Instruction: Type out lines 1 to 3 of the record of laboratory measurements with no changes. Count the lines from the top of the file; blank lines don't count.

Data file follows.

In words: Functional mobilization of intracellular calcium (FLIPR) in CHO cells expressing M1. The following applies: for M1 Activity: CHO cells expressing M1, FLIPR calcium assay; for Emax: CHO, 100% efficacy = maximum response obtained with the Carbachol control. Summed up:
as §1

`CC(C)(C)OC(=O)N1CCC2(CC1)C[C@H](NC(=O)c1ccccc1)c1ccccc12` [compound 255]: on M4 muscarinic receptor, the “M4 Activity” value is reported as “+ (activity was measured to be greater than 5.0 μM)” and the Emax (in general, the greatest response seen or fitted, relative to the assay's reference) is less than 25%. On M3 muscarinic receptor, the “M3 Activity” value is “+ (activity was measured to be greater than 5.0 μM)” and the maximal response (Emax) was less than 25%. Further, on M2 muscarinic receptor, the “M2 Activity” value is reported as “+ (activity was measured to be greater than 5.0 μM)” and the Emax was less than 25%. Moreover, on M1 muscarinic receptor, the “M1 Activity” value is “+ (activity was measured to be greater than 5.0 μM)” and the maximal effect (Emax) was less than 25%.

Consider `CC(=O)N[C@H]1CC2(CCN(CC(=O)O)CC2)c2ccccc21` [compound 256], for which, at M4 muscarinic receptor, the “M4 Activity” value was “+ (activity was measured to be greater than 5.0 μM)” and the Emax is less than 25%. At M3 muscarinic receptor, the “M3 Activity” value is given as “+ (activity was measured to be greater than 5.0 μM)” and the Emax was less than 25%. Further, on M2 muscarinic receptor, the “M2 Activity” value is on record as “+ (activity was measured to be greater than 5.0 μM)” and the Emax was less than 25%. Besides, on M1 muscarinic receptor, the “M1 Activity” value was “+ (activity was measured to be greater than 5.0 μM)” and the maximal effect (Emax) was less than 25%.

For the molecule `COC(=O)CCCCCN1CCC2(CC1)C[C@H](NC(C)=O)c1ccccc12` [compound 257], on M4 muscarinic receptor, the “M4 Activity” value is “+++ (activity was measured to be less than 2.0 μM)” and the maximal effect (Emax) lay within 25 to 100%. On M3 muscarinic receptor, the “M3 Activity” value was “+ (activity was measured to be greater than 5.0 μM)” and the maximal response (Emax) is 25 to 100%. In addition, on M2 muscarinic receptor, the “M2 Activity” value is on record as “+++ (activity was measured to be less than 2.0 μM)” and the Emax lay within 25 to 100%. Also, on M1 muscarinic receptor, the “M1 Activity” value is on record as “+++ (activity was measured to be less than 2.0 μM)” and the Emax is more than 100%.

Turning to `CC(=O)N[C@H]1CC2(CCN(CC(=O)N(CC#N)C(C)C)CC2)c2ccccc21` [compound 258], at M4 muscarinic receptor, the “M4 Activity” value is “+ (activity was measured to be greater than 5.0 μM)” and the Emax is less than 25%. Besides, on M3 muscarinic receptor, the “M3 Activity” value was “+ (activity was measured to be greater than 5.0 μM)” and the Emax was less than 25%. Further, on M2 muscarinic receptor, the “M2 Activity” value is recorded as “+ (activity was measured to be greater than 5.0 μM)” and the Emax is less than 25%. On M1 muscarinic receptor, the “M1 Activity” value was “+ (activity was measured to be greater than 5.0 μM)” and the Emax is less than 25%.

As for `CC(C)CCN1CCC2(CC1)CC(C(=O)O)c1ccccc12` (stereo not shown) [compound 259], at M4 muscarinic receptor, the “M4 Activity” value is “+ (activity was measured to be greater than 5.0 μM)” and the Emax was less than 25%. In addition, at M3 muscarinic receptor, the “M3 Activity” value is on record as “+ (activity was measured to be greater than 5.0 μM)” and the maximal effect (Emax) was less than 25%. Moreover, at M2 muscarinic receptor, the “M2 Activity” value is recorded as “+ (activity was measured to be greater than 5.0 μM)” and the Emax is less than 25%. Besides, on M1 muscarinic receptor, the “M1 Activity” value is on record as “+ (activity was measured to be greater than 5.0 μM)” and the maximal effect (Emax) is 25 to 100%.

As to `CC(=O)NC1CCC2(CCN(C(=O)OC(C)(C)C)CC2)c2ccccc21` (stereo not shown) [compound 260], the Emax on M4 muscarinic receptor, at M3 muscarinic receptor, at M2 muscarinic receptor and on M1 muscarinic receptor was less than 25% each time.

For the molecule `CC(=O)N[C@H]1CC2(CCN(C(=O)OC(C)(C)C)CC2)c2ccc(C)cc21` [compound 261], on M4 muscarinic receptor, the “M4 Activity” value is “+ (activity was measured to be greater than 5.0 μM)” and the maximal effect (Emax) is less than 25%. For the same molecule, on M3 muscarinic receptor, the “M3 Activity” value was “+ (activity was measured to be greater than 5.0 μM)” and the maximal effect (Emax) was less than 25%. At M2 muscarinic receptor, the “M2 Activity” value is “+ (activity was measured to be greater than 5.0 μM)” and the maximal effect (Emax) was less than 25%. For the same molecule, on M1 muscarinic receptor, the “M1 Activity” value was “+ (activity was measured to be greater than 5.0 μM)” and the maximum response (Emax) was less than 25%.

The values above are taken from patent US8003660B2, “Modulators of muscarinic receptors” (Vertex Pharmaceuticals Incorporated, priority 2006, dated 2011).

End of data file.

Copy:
In words: Functional mobilization of intracellular calcium (FLIPR) in CHO cells expressing M1. The following applies: for M1 Activity: CHO cells expressing M1, FLIPR calcium assay; for Emax: CHO, 100% efficacy = maximum response obtained with the Carbachol control. Summed up:
as §1

`CC(C)(C)OC(=O)N1CCC2(CC1)C[C@H](NC(=O)c1ccccc1)c1ccccc12` [compound 255]: on M4 muscarinic receptor, the “M4 Activity” value is reported as “+ (activity was measured to be greater than 5.0 μM)” and the Emax (in general, the greatest response seen or fitted, relative to the assay's reference) is less than 25%. On M3 muscarinic receptor, the “M3 Activity” value is “+ (activity was measured to be greater than 5.0 μM)” and the maximal response (Emax) was less than 25%. Further, on M2 muscarinic receptor, the “M2 Activity” value is reported as “+ (activity was measured to be greater than 5.0 μM)” and the Emax was less than 25%. Moreover, on M1 muscarinic receptor, the “M1 Activity” value is “+ (activity was measured to be greater than 5.0 μM)” and the maximal effect (Emax) was less than 25%.